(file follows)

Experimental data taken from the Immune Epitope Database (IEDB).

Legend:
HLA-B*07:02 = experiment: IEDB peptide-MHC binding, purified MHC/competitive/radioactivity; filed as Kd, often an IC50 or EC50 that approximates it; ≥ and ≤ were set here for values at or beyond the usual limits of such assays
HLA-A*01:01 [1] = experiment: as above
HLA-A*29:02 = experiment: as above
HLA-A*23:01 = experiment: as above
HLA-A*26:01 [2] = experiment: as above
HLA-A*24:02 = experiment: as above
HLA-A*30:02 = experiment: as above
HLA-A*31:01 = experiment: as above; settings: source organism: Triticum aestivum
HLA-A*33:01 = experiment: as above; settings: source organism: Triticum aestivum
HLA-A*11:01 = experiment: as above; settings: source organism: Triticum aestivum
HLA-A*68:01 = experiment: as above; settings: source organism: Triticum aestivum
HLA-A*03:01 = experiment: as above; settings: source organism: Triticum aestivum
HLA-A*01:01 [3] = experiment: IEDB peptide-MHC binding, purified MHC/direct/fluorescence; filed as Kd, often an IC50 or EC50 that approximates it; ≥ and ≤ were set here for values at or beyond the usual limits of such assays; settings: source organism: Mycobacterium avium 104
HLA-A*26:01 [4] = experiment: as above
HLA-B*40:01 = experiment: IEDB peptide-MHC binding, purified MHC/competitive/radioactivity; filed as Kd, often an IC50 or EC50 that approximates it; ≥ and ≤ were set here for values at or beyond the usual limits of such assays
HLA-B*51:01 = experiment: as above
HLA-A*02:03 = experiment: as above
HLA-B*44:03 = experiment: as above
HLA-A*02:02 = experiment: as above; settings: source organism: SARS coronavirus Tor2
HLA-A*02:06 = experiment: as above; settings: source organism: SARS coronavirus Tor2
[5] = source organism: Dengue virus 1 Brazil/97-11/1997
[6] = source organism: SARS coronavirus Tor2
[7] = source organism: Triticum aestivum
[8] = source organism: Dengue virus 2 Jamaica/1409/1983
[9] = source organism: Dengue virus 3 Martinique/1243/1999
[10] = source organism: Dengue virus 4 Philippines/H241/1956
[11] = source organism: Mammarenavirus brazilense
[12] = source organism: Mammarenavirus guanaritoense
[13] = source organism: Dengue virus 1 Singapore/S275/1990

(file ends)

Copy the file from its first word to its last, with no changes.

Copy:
Experimental data taken from the Immune Epitope Database (IEDB).

Legend:
HLA-B*07:02 = experiment: IEDB peptide-MHC binding, purified MHC/competitive/radioactivity; filed as Kd, often an IC50 or EC50 that approximates it; ≥ and ≤ were set here for values at or beyond the usual limits of such assays
HLA-A*01:01 [1] = experiment: as above
HLA-A*29:02 = experiment: as above
HLA-A*23:01 = experiment: as above
HLA-A*26:01 [2] = experiment: as above
HLA-A*24:02 = experiment: as above
HLA-A*30:02 = experiment: as above
HLA-A*31:01 = experiment: as above; settings: source organism: Triticum aestivum
HLA-A*33:01 = experiment: as above; settings: source organism: Triticum aestivum
HLA-A*11:01 = experiment: as above; settings: source organism: Triticum aestivum
HLA-A*68:01 = experiment: as above; settings: source organism: Triticum aestivum
HLA-A*03:01 = experiment: as above; settings: source organism: Triticum aestivum
HLA-A*01:01 [3] = experiment: IEDB peptide-MHC binding, purified MHC/direct/fluorescence; filed as Kd, often an IC50 or EC50 that approximates it; ≥ and ≤ were set here for values at or beyond the usual limits of such assays; settings: source organism: Mycobacterium avium 104
HLA-A*26:01 [4] = experiment: as above
HLA-B*40:01 = experiment: IEDB peptide-MHC binding, purified MHC/competitive/radioactivity; filed as Kd, often an IC50 or EC50 that approximates it; ≥ and ≤ were set here for values at or beyond the usual limits of such assays
HLA-B*51:01 = experiment: as above
HLA-A*02:03 = experiment: as above
HLA-B*44:03 = experiment: as above
HLA-A*02:02 = experiment: as above; settings: source organism: SARS coronavirus Tor2
HLA-A*02:06 = experiment: as above; settings: source organism: SARS coronavirus Tor2
[5] = source organism: Dengue virus 1 Brazil/97-11/1997
[6] = source organism: SARS coronavirus Tor2
[7] = source organism: Triticum aestivum
[8] = source organism: Dengue virus 2 Jamaica/1409/1983
[9] = source organism: Dengue virus 3 Martinique/1243/1999
[10] = source organism: Dengue virus 4 Philippines/H241/1956
[11] = source organism: Mammarenavirus brazilense
[12] = source organism: Mammarenavirus guanaritoense
[13] = source organism: Dengue virus 1 Singapore/S275/1990